2,551 Brands 452 Categories All Departments

Refractor vs Reflector in metropoltin area buying advice

Need our opinion on a telescope Optics Planet has on sale, go ahead and ask! Post some hints and tips on various telescope brands and configuration.

Refractor vs Reflector in metropoltin area buying advice

Postby Ringo97 on Sun Oct 05, 2008 8:57 pm

Hi, I'm considering buying a computer guided telescope for planetary and deep sky observing and I would like to keep the price under $500. I know that it's generally recommended that an 8 or 10 inch reflector telescope works best for this, but for the most part I will be using this telescope in what is considered a heavily light polluted area. The closest dark sky area (I live in the center of Portland, Or) is probably 60 or 80 miles away. I've read on a few buying advice web sights that suggest that reflectors don't work under these conditions and that my best choice would be a refractor.

So my questions are: is it true that that a reflector is a poor choice in a light polluted areas?

And if the above question is true and I'm restricted to a 4" or under refractor telescope ($500 or less), can you see any deep space objects with any size and detail even if I do at times travel out far enough to get away from light pollution. I read a review regarding the NexStar 102 SLT Refractor that said the ring nebula would look no bigger than a cheerio on a dinner plate, but considering I don't know how that relates in distance and size to other objects in space, I still can't relate this to what I can expect.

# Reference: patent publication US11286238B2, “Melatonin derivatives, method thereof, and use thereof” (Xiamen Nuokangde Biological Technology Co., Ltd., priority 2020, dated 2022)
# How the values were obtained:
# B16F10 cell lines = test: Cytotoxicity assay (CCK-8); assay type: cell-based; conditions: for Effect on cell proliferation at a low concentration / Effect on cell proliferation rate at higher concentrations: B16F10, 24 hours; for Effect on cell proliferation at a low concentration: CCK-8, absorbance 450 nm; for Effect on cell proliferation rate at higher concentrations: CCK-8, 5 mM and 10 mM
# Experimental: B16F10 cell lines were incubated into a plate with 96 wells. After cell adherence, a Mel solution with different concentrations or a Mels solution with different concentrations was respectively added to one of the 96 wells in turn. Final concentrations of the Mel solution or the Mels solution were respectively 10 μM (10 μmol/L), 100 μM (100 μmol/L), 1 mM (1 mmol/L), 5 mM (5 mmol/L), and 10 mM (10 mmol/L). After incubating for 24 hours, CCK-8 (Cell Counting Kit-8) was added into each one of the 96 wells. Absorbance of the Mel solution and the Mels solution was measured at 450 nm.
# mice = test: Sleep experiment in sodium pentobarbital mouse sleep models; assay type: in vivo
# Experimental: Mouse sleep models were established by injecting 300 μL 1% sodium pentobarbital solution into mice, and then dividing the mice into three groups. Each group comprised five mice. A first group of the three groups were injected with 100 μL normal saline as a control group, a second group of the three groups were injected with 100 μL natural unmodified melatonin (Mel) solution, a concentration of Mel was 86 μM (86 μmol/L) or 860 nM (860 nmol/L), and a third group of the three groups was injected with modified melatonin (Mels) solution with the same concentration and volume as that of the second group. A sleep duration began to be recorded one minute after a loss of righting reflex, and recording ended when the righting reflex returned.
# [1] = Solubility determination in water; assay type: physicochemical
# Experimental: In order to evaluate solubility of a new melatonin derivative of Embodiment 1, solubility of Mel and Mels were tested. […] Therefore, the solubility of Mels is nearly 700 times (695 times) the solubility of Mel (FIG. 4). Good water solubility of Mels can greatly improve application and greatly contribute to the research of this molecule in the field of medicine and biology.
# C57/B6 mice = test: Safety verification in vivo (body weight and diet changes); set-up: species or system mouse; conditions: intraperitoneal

If a reflector will work at least for looking at planets in a light polluted area I would probably look at an 8 or 10 inch dobsonian telescope but those telescopes don't look like they have any way of leveling them or adjusting there height for comfortable viewing?

Your buying advice will be greatly appreciated.
Ringo97
 

Postby Jne_K on Mon Oct 06, 2008 5:47 am

Hi

More urban telescope myths. Reflectors work under any conditions.

What does not work well under heavy light pollution, only inasmuch as potential is largely wasted and a bit more sensitive to seeing conditions, is a large telescope. If you are under heavily light polluted skies, you are going to be limited to brighter deep-sky objects, no matter how large your scope. Under these conditions, a smaller scope makes more sense and the advantages of a refractor - more durable, less maintenence, better light transmission - make it an attractive choice. Does not mean you cannot use a reflector.
Thanks for posting with us
Joanie K - Your personal optics expert

Forum: http://www.opticsplanet.com/msgboard
Blog: http://blog.opticsplanet.com/
Store: http://www.opticsplanet.com/

Phone: (800) 504-5897
Fax: (847) 919-3003
Jne_K
Site Admin
 
Posts: 7665
Joined: Wed Sep 24, 2003 3:09 pm